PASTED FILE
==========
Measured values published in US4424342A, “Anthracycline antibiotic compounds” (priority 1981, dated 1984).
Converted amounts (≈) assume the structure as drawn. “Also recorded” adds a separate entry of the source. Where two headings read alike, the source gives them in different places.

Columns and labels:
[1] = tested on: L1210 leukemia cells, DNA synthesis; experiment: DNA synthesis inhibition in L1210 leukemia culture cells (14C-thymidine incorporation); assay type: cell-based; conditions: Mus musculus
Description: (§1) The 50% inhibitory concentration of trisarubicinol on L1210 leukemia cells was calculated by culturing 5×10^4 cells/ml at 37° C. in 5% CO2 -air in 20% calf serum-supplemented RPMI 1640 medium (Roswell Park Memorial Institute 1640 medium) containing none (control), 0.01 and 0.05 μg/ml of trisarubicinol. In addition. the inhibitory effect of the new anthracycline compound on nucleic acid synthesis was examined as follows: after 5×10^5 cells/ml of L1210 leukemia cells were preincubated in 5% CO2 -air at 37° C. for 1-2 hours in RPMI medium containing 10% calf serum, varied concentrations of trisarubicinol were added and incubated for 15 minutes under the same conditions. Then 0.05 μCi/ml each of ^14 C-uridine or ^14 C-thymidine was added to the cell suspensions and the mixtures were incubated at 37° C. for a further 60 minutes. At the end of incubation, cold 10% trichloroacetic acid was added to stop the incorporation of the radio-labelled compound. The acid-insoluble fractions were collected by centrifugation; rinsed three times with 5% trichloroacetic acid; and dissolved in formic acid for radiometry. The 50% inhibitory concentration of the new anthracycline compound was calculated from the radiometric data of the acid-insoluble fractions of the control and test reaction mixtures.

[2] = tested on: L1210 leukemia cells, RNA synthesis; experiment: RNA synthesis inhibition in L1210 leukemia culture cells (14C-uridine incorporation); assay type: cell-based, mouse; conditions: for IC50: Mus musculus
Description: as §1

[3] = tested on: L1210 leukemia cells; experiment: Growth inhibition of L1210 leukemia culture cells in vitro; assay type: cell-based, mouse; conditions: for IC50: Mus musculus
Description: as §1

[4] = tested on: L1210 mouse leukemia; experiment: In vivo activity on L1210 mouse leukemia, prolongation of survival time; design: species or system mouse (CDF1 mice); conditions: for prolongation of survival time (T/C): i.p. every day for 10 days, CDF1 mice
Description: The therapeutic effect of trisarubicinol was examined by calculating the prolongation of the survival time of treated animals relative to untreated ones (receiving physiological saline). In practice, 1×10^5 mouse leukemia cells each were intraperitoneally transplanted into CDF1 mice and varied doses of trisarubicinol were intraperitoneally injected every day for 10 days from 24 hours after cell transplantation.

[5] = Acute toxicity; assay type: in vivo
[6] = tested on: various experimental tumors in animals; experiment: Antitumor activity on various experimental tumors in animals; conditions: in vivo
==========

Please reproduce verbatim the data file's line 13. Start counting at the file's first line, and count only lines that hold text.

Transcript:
[6] = tested on: various experimental tumors in animals; experiment: Antitumor activity on various experimental tumors in animals; conditions: in vivo